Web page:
AP Biology students attend a genetics lecture on Feb. 5 at the Civics Center in Richardson. The RISD sponsors Sam Rhine to speak with students every year.
Genetics educator Sam Rhine is a professor at Indiana University Bloomington during the summer and travels during the school year to teach genetics. This year marked the seventh year for Pearce AP Biology teacher Matthew Fields’ attendance.
“Every once in a while it seems like it is the same from year to year, and then sometimes it is different,” Mr. Fields said. “It kind of depends on the discoveries and what is found or discovered each specific year.”
Dr. Rhine, who studied at Harvard Medical School for his postdoctoral fellowship, focused on oncology concepts and taught the students about what is to come in the treatment of cancer.
“We will never ever be able to stop cancer from happening,” Dr. Rhine said. “Stop cancer from killing people? Yes.”
The material he discussed was an extended and up-to-date viewpoint on the material AP Biology students learn in class. This includes information on stem cells, cell division and genetic engineering.
“It helps to make the class even more relevant I think,” Mr. Fields said. “When you see his explanations, you realize that a lot of these discoveries were science fiction 20 years ago and will actually be a very strong reality for us soon.”
Dr. Rhine has traveled around the world to give these genetic lectures for over 25 years and each year he describes the latest discoveries and advancements related to genetics.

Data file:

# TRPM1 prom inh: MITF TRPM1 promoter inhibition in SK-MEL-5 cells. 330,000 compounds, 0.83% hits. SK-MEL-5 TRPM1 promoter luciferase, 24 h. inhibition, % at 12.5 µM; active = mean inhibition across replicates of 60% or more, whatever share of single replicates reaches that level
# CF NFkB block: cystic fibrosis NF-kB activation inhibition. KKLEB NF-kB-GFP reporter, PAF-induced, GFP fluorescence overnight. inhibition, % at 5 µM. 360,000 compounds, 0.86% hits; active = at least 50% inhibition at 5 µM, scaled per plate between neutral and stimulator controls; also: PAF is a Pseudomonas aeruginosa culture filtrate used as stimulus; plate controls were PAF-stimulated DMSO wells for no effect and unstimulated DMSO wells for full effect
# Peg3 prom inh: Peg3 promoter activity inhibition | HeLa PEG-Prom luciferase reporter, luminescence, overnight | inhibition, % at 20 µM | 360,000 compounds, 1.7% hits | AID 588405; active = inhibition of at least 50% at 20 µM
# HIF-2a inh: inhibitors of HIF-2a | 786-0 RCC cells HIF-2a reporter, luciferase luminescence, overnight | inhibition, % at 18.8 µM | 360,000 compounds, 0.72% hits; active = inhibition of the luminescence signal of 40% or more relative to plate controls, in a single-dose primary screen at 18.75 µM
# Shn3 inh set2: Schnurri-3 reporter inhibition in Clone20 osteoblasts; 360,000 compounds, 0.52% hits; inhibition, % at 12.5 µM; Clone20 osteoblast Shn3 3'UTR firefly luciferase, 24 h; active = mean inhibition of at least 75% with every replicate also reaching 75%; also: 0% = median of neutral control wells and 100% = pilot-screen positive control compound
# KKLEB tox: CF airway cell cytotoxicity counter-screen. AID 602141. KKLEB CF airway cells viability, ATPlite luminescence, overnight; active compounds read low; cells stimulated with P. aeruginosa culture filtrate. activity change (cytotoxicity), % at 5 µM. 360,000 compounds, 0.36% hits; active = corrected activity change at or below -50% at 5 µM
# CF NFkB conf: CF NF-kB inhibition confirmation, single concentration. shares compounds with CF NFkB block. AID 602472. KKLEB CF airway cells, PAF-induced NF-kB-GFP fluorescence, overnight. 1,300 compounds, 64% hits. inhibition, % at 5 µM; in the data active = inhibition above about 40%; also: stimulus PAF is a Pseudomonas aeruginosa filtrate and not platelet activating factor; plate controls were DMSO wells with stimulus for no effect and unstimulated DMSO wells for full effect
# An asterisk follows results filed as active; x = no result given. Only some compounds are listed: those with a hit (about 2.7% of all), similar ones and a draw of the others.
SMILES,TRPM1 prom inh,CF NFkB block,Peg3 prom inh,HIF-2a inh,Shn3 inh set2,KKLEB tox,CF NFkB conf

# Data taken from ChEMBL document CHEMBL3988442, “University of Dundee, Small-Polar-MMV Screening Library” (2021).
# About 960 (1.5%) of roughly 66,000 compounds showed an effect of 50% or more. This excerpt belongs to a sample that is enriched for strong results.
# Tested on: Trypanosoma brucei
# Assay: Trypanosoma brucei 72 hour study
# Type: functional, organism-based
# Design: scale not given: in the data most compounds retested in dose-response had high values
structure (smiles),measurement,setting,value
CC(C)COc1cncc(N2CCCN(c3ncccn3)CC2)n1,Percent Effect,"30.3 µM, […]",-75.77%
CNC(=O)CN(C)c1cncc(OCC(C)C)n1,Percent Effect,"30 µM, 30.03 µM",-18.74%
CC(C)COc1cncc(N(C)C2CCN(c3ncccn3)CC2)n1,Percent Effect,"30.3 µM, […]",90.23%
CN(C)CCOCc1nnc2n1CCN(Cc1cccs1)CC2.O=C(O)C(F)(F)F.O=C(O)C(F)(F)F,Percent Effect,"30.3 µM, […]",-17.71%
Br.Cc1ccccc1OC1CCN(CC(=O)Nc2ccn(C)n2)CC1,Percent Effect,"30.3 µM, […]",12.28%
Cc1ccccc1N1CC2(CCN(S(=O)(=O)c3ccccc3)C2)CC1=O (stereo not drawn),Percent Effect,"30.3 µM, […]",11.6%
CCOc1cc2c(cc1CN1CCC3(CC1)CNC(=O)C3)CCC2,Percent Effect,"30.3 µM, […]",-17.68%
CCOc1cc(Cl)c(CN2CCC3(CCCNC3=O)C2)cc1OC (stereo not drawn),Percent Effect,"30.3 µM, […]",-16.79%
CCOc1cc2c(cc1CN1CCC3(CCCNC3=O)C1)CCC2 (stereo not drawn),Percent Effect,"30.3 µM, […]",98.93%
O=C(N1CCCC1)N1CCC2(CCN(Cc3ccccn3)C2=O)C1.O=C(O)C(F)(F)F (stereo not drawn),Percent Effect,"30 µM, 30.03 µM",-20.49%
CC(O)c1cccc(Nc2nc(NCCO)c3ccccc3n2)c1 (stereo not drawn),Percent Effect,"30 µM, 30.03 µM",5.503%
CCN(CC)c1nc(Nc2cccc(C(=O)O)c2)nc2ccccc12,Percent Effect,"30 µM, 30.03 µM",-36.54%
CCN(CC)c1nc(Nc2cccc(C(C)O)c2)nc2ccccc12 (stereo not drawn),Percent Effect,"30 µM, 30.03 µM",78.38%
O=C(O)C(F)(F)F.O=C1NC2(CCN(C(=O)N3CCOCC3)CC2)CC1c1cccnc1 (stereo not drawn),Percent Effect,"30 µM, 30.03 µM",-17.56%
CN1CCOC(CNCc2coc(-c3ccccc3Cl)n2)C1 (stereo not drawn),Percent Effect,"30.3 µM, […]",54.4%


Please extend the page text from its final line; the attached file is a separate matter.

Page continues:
“Mr. Fields hyped it up, and rightfully so,” AP Biology student Nicole Picquet said. “It was very interesting, but it was completely different. I didn’t expect a college lecture.”
When discussing the event with his students in the weeks prior, Mr. Fields referred to it as a genetics “concert” rather than a lecture.
“Our teacher prepared us really well for the concert so we were not confused and understood everything the professor was saying,” Nicole said. “The most interesting thing to me was the end where he talked about the new types of biotechnology such as the production of synthetic skin, ears and organs.”
The lecture cost $15 for each student and it lasted from 9 a.m. to 1 p.m.
“It was definitely worth my time,” Nicole said. “I really enjoyed the lecture and solidified my decision in pursuing biomedical engineering.”
Students learned how tumors are formed, what will replace organ implants in the near future and that 95 percent of cancers are not inheritable.
“I did not know what to expect from the concert, but what we learned surpassed any expectations,” AP Biology student Clipp McKeen said. “I pretty much lost my mind.”